Spinal cancer: Guidelines for diagnosis unsupported in patients with lower back pain

A new systematic review published in The Cochrane Library has raised doubts as to the effectiveness of "red flag" indicators at both identifying and excluding cancer in patients with lower back pain. The authors of the review concluded that most individual red flags were poor at diagnosing spinal malignancies and call for further studies focused on combinations of red flags.

is a common complaint, often with no obvious cause. In around 1-5% of with lower back pain, the condition results from a more serious underlying problem, such as a tumour. Guidelines for assessing patients with lower back pain recommend that doctors don't immediately start with imaging techniques such as X-ray and MRI. Instead, they are advised to perform a and look into their looking for so-called red flag features that might point towards a more serious root cause. Identifying one or more of these features would indicate a need for further . In an ideal situation, those at a high risk of spinal malignancy would be identified by taking into consideration factors such as age and previous history of cancer, without carrying out unnecessary tests in large numbers of patients. In practice, however, there is little evidence that using these red flags accurately diagnoses spinal malignancies.

The researchers reviewed data from eight studies involving a total of 6,622 patients with lower back pain. These studies used 20 different red flags including a history of cancer, being over 50, no relief with , unexplained weight loss and no improvement in symptoms after a month. Although in some studies, having a history of cancer increased the likelihood of detecting spinal malignancy, other characteristics were of little use for diagnosing spinal malignancies. In addition, red flags were applied in large numbers of patients who showed no signs of spinal malignancy when imaging techniques were used.

"With the exception of having a previous history of cancer, most red flag characteristics on their own were poor at predicting spinal malignancy in patients with lower back pain," said lead researcher Nicholas Henschke of the Institute of Public Health at the University of Heidelberg in Heidelberg, Germany. "The use of these red flags as triggers for further investigations leads to unnecessary tests that can themselves be harmful."

Only seven out of the 20 red flags included in the review were evaluated in more than one study, highlighting the need for further research. "Because spinal is rare, we will need to see very large studies to really understand whether these red flags are of use," said Henschke. "In particular, we will need to see studies assessing combinations of different red flags. Our review focused on the diagnostic accuracy of individual red flags, whereas in practice it is more likely that several factors will be taken into consideration before a recommendation is made for further tests."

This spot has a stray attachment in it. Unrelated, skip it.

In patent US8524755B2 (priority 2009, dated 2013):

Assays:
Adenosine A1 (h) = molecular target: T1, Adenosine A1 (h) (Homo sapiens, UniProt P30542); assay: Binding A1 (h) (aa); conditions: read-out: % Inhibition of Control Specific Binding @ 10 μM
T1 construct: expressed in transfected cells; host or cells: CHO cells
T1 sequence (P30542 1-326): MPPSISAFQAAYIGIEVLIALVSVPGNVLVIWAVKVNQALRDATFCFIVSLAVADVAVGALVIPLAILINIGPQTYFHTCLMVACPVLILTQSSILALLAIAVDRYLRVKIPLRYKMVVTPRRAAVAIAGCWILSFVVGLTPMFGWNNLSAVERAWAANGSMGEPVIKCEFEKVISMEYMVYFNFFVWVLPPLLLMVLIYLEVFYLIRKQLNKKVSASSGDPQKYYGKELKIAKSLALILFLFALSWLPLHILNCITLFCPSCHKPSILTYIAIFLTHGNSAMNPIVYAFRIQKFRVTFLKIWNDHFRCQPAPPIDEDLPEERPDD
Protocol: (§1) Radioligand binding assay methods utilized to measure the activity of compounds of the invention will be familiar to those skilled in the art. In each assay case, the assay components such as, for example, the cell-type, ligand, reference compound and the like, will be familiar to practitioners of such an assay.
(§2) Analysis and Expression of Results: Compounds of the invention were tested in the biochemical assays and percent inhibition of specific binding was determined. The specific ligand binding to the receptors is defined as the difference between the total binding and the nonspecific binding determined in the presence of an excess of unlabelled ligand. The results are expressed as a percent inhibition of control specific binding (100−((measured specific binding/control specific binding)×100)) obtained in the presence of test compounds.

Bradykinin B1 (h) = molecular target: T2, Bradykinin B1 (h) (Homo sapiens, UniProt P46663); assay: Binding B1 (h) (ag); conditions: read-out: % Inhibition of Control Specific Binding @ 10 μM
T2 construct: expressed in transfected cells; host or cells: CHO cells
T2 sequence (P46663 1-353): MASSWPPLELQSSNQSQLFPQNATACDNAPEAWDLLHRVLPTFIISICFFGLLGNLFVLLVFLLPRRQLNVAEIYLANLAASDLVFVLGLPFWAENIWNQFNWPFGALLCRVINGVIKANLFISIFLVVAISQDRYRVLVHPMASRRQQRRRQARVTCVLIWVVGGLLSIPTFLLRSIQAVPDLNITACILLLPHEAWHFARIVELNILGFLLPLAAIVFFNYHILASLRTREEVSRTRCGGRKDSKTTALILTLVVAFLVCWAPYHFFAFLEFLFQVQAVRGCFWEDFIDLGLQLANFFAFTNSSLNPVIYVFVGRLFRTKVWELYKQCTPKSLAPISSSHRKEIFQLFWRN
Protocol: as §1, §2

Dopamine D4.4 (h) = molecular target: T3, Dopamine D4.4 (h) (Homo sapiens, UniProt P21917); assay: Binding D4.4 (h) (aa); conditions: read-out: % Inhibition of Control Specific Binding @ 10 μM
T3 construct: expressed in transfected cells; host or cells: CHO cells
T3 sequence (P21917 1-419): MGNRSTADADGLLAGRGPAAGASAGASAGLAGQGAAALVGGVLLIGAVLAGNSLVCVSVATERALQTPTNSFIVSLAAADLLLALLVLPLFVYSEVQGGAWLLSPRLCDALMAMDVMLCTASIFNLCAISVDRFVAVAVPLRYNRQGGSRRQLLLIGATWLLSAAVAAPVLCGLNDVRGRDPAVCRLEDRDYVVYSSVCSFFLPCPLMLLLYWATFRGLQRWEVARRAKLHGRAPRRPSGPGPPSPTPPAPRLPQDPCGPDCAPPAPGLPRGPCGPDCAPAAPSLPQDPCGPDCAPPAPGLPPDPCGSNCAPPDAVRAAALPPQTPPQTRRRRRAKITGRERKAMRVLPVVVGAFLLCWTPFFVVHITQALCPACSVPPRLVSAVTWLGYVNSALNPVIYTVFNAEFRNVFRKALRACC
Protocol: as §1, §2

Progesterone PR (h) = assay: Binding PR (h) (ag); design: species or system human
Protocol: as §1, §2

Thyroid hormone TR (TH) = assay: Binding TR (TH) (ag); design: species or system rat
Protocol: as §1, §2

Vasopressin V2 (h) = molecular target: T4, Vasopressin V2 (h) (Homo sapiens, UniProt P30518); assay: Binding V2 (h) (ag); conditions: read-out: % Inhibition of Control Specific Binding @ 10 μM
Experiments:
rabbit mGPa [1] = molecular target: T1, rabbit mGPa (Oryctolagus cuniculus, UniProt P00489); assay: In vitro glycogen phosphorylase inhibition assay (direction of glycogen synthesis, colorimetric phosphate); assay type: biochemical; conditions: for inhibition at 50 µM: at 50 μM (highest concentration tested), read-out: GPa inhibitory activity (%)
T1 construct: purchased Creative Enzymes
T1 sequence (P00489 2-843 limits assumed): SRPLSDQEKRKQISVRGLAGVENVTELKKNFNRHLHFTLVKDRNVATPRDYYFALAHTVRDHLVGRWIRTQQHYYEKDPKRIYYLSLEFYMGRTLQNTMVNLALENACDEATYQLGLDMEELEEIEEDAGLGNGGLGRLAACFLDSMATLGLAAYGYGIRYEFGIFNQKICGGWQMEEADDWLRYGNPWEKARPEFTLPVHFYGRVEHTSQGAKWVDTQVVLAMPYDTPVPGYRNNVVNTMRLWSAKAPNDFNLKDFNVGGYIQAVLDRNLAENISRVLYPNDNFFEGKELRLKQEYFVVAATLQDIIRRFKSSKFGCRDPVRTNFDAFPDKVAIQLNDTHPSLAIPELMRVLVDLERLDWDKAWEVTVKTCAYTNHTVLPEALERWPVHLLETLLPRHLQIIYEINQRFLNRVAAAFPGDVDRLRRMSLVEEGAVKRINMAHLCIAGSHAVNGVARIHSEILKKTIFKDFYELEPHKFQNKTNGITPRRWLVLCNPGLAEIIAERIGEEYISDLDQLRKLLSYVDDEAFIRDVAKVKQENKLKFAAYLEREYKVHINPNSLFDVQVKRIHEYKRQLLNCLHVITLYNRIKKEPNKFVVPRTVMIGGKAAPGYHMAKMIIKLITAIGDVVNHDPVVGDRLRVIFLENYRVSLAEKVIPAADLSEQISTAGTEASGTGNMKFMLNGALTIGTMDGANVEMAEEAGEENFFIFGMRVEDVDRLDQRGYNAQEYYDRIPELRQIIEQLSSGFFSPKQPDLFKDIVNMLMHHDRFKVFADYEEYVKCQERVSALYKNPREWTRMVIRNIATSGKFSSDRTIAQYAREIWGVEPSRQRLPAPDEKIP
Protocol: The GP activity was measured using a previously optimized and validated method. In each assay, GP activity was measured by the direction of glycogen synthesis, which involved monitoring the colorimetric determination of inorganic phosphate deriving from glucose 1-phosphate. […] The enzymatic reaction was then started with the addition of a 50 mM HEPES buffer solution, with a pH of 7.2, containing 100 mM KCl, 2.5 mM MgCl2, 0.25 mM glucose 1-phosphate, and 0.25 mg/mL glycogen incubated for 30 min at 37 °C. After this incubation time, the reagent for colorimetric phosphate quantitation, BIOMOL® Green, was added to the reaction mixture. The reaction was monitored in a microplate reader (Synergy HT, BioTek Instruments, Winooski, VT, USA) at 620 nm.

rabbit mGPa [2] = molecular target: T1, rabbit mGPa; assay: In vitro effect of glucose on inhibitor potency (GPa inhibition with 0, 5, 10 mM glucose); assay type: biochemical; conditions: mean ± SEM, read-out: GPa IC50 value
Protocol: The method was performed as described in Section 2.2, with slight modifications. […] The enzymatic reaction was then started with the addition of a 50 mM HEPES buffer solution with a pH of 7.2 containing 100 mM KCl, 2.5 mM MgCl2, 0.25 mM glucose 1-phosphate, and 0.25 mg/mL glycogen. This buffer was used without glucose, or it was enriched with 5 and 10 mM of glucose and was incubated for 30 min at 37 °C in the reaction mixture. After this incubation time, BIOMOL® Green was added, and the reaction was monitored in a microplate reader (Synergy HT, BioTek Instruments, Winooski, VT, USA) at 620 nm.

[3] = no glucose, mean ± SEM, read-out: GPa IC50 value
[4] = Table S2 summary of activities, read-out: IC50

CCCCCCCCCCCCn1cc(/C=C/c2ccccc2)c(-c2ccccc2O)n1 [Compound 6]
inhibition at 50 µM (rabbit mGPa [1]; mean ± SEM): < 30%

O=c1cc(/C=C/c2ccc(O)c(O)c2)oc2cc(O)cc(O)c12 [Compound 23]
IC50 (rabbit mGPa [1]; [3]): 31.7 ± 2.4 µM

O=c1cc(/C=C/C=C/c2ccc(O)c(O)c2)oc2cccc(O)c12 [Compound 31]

More information: Henschke N, Maher CG, Ostelo RWJG, de Vet HCW, Macaskill P, Irwig L. Red flags to screen for malignancy in patients with low-back pain. Cochrane Database of Systematic Reviews 2013, Issue 2. Art. No.: CD008686. DOI: 10.1002/14651858.CD008686.pub2

add to favorites email to friend print save as pdf

Related Stories

Back pain intensity most influential in fusion decision

Jan 24, 2013

(HealthDay)—Patients seeing a spine surgeon are most influenced by low back pain intensity when considering whether to proceed with spinal fusion surgery, according to a study published in the Jan. 15 issue ...

Recommended for you

The fine line between breast cancer and normal tissues

11 hours ago

Up to 40 percent of patients undergoing breast cancer surgery require additional operations because surgeons may fail to remove all the cancerous tissue in the initial operation. However, researchers at Brigham ...

Pancreatic cancer risk not higher with diabetes Rx DPP-4i

12 hours ago

(HealthDay)—There is no increased short-term pancreatic cancer risk with dipeptidyl-peptidase-4 inhibitors (DPP-4i) compared to sulfonylureas (SU) and thiazolidinediones (TZD) for glycemic control, according ...

Good bowel cleansing is key for high-quality colonoscopy

15 hours ago

The success of a colonoscopy is closely linked to good bowel preparation, with poor bowel prep often resulting in missed precancerous lesions, according to new consensus guidelines released by the U.S. Multi-Society Task ...

New rules for anticancer vaccines

17 hours ago

Scientists have found a way to find the proverbial needle in the cancer antigen haystack, according to a report published in The Journal of Experimental Medicine.

User comments